Nazi German cinema returned to another Australian story – Das Gewehr über (see below) in 1939.


Das Gewehr über (Shoulder Arms) 1939

Directed by Jürgen von Alten. Script by Wolfgang Marken and Kurt Walter. Starring F.W Schroder-Schrom, Rolf Moebius, Rudi Godden and Carsta Löck. Produced by Germania-Film.

This is a second Australian outing by Nazi cinema, although it might be better understood simply as a straight forward propaganda exercise to encourage young men to undertake army training for the Third Reich. It was released in Germany in December 1939, after war with Britain (and Australia) had been declared. Directed by Jürgen von Alten, it concerns two young Australian-German men – Paul Hartwig (Rolf Moebius) and his friend Charlie (Rudi Godden), who return to Germany to do Army service. Paul’s crusty, upright German father, a successful farmer (one assumes?) in Australia is keen for the boys to learn to be good Germans again. German is spoken in his house, he explains to Lotte (Carsta Löck), Paul’s flighty Australian girl-friend. A very rapid sea journey follows, with the boys welcomed home to a joyful Germany. But there are lots of lessons to be learned before they can become serious young soldiers in the Wehrmacht.

Lotte complains to her father (wearing a bush hat) that Paul will be away for 6 months. This dialogue is in English with German subtitles.

There are no establishing shots in the film, and the “Australian scenes” are mostly interiors. Thus the Australian setting of the film is largely immaterial to the story. One bizarre sequence will stand out to modern audiences – the mock Kangaroo fight in the German night club, which the spectators find hilarious. Some of Paul and Lotte’s dialogue is spoken in English, presumably to emphasize the non-German experience of living in Australia. In the best propaganda tradition, the film ends with lengthy scenes of German military might.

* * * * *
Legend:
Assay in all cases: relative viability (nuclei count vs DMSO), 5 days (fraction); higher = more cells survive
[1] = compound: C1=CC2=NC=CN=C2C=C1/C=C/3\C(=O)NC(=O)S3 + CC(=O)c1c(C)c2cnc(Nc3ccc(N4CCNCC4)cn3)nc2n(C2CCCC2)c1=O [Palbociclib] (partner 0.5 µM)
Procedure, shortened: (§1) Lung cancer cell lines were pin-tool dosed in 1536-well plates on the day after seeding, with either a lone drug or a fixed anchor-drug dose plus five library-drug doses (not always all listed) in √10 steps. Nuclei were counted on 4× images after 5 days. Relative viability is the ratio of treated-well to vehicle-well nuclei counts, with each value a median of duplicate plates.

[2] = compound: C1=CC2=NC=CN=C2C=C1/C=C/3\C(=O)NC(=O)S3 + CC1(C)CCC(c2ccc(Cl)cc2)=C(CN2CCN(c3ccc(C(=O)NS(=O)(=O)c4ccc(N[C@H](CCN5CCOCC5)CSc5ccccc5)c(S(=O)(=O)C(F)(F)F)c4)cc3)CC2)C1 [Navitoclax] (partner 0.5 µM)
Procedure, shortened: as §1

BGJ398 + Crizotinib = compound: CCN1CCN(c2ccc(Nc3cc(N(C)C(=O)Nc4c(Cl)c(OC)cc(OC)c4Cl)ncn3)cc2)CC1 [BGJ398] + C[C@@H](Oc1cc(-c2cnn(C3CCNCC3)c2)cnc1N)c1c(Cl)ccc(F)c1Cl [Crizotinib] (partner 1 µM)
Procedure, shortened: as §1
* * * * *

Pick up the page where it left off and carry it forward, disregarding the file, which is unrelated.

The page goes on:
After wartime service, Rolf Moebius enjoyed a long post-war career. Not so his co-star Rudi Godden, who died in early 1941. Carsta Löck’s career continued until the 1970s.


Under Joseph Goebbels, German cinema went on to other films with increasingly strident propaganda, sometimes borrowing real events such as the Titanic sinking as the basis of the narrative. Goebbels was determined to create his own Hollywood in Germany, and thus in the hundreds of films Nazi Germany produced, two minor films set in Australia perhaps isn’t all that surprising.


Films

Das Gewehr über is now in the public domain, and a copy without subtitles can be viewed on the Internet Archive here.
Zu Neuen Ufern is often mounted on free social media platforms, and Leander’s songs, such as “Yes Sir” are also widely available.

Further Reading

  • Jon Halliday (1971) Sirk on Sirk. Secker and Warburg
  • Cinzia Romani (1992) Tainted Goddesses. Female Film Stars of the Third Reich. Sarpedon.
  • Tom Ryan (2019) The Films of Douglas Sirk: Exquisite Ironies and Magnificent Obsessions. University Press of Mississippi
  • Rolf Giesen (2003) Nazi Propaganda Films: A History and Filmography. McFarland

Nick Murphy
June 2020